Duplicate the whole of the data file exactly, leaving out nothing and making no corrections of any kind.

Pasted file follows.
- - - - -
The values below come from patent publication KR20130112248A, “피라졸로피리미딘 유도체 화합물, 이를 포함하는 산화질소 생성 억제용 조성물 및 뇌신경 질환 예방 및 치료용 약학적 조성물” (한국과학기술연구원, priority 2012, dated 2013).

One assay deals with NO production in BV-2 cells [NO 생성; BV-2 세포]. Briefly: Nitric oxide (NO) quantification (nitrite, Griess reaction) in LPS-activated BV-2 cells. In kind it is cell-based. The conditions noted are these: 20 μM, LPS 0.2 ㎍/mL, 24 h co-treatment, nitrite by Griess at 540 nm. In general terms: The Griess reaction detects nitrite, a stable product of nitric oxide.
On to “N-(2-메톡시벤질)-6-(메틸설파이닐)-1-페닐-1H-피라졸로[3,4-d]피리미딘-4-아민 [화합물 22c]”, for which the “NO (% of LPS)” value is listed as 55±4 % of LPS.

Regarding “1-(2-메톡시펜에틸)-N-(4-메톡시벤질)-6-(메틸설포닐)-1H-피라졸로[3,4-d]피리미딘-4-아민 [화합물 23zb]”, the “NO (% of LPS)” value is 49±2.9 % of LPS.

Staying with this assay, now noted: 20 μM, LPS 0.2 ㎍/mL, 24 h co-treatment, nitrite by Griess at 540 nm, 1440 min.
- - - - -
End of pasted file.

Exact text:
The values below come from patent publication KR20130112248A, “피라졸로피리미딘 유도체 화합물, 이를 포함하는 산화질소 생성 억제용 조성물 및 뇌신경 질환 예방 및 치료용 약학적 조성물” (한국과학기술연구원, priority 2012, dated 2013).

One assay deals with NO production in BV-2 cells [NO 생성; BV-2 세포]. Briefly: Nitric oxide (NO) quantification (nitrite, Griess reaction) in LPS-activated BV-2 cells. In kind it is cell-based. The conditions noted are these: 20 μM, LPS 0.2 ㎍/mL, 24 h co-treatment, nitrite by Griess at 540 nm. In general terms: The Griess reaction detects nitrite, a stable product of nitric oxide.
On to “N-(2-메톡시벤질)-6-(메틸설파이닐)-1-페닐-1H-피라졸로[3,4-d]피리미딘-4-아민 [화합물 22c]”, for which the “NO (% of LPS)” value is listed as 55±4 % of LPS.

Regarding “1-(2-메톡시펜에틸)-N-(4-메톡시벤질)-6-(메틸설포닐)-1H-피라졸로[3,4-d]피리미딘-4-아민 [화합물 23zb]”, the “NO (% of LPS)” value is 49±2.9 % of LPS.

Staying with this assay, now noted: 20 μM, LPS 0.2 ㎍/mL, 24 h co-treatment, nitrite by Griess at 540 nm, 1440 min.